Inkjet vs. Nanography – An Overview

There are some folks that that think that Nanography will make inkjet technology obsolete.  What is Nanography?  The Nanographic Printing® process employs a heated blanket onto which very small (much smaller than conventional Inkjet particles) NanoInk® particles are ejected, as well as warm air dryers above the blanket. As the ink droplets hit the blanket they start to dry, the water is evaporated and a very thin layer, some 500 nanometres in thickness, is formed on the blanket surface. Each color is laid down onto the blanket in sequence and a dry, warm composite laminated layer of NanoInk is then transferred by the impression cylinder onto the substrate.

So then, the big difference between conventional inkjet technology and the Nanographic process is that inkjet transfers directly on to a substrate where the ink can tend to absorb into the media fibers and impact image quality while the Nanographic process emits NanoInk on to a blanket first and is then transferred while warm onto the substrate, thus eliminating any kind of ink bleeding.  Nanography’s very high image resolution and quality, wide color gamut, broad range of usable substrates, and very low cost of print, are all benefits derived from the combination of NanoInk and the Nanographic Printing process.

But doesn’t Nanography use inkjet head technology to emit the NanoInk?  Yes, but the key to Nanography is the use of small NanoInk particles and the fact it that uses an indirect printing process that avoids many of the problems with printing directly onto the substrate.  For example, today’s inkjet web presses often use very expensive heaters and web tension controls to avoid problems caused by water-based inks.   However, there are alternative ink technologies that avoid these problems but at a premium cost for these non-water based inks.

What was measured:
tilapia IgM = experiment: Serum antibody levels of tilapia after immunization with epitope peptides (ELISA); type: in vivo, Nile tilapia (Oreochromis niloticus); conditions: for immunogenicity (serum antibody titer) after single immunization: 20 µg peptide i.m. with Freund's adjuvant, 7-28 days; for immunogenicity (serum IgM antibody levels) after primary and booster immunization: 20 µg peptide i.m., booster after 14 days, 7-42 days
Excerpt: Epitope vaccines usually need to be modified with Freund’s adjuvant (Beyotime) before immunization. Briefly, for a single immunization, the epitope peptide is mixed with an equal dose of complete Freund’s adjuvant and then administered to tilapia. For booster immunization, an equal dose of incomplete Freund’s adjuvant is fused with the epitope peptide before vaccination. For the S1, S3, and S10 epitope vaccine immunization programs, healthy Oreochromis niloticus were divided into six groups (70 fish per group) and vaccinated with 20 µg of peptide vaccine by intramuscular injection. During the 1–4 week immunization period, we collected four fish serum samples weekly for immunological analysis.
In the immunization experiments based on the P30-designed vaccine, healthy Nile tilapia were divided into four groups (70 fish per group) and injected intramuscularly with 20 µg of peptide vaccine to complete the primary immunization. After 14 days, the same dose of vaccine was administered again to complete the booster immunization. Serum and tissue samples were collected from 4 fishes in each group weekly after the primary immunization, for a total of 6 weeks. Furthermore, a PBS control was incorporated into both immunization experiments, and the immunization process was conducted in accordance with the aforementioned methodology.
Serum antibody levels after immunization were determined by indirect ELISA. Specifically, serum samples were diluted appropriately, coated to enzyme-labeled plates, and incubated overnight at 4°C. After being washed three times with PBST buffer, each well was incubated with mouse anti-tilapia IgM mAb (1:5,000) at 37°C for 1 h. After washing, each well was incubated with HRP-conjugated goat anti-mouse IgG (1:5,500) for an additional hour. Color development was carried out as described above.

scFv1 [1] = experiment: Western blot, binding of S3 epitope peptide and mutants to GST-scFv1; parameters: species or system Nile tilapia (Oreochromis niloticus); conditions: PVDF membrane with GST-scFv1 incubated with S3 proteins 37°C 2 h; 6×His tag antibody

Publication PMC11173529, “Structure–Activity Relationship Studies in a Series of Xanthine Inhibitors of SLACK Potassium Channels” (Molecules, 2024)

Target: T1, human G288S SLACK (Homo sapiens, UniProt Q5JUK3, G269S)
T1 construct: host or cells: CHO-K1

So, where will Nanography have the most impact initially?   Certainly, it will be in high end commercial printing where analog presses still dominate and digital presses only have a small market share to date.  Perhaps Nanography will help accelerate the transition to digital presses.   It should be expected that Nanography will also have an impact on certain segments of the wide format and flat-bed printing markets where the ability to print on a wide range of substrates, wider color gamut, no drying time issues etc. are advantages over conventional inkjet technologies, particularly the aqueous ink based wide format printers which represent a large portion of the wide format printing market.

Will Nanography make inkjet printing obsolete, after all, inkjet technology has been around since the 1970’s?   Relative to the electrophographic process, inkjet technology is relatively new and the former is going to be around for some time despite the huge price/performance advantages of say Pagewide inkjet technology.  There are still many inkjet patents being filed so Photizo believes that inkjet technology is not yet mature especially relative to electrophotography so we should expect more improvements in inkjet technology for years to come.

Okay, so we should expect Nanography to have an impact on commercial printing.  Will the technology have an impact on office printing or even consumer printing?   Because the Nanographic process is more complex than conventional inkjet printing, the hardware costs will be higher albeit the technology does offer advantages in terms of image quality/color gamut, flexibility of substrates, and perhaps ink costs (uses low cost water based ink).  It is reasonable to expect that Nanography will have an impact in markets/applications where the output is actually being sold i.e. commercial print, print for pay etc. where the advantages are Nanography are very important.  For office and consumer printing, inkjet printing is likely to offer the price/performance that is very acceptable for the near future.

Photizo plans to dive much deeper into a technology and price/performance and CPP comparison of these great printing technologies in a future Insight.

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